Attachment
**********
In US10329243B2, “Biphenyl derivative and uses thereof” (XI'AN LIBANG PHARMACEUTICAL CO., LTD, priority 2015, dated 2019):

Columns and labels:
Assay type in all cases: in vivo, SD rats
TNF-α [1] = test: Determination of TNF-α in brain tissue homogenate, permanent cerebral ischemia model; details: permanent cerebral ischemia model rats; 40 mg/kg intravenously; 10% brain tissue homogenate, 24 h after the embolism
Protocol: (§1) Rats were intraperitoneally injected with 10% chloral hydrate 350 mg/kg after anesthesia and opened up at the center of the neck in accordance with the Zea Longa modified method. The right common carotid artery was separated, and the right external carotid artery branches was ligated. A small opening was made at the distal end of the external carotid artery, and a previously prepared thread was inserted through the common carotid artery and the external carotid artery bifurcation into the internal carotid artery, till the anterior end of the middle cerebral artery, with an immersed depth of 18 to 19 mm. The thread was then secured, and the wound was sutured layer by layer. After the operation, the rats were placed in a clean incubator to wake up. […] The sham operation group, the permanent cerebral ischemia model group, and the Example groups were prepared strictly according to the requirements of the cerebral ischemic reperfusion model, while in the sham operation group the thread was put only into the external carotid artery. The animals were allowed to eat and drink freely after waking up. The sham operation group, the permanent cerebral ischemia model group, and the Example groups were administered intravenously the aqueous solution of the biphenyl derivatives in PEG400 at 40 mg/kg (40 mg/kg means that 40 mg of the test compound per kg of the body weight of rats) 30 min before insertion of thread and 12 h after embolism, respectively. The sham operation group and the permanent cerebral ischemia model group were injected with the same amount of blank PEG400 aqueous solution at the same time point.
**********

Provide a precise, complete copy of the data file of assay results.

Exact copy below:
In US10329243B2, “Biphenyl derivative and uses thereof” (XI'AN LIBANG PHARMACEUTICAL CO., LTD, priority 2015, dated 2019):

Columns and labels:
Assay type in all cases: in vivo, SD rats
TNF-α [1] = test: Determination of TNF-α in brain tissue homogenate, permanent cerebral ischemia model; details: permanent cerebral ischemia model rats; 40 mg/kg intravenously; 10% brain tissue homogenate, 24 h after the embolism
Protocol: (§1) Rats were intraperitoneally injected with 10% chloral hydrate 350 mg/kg after anesthesia and opened up at the center of the neck in accordance with the Zea Longa modified method. The right common carotid artery was separated, and the right external carotid artery branches was ligated. A small opening was made at the distal end of the external carotid artery, and a previously prepared thread was inserted through the common carotid artery and the external carotid artery bifurcation into the internal carotid artery, till the anterior end of the middle cerebral artery, with an immersed depth of 18 to 19 mm. The thread was then secured, and the wound was sutured layer by layer. After the operation, the rats were placed in a clean incubator to wake up. […] The sham operation group, the permanent cerebral ischemia model group, and the Example groups were prepared strictly according to the requirements of the cerebral ischemic reperfusion model, while in the sham operation group the thread was put only into the external carotid artery. The animals were allowed to eat and drink freely after waking up. The sham operation group, the permanent cerebral ischemia model group, and the Example groups were administered intravenously the aqueous solution of the biphenyl derivatives in PEG400 at 40 mg/kg (40 mg/kg means that 40 mg of the test compound per kg of the body weight of rats) 30 min before insertion of thread and 12 h after embolism, respectively. The sham operation group and the permanent cerebral ischemia model group were injected with the same amount of blank PEG400 aqueous solution at the same time point.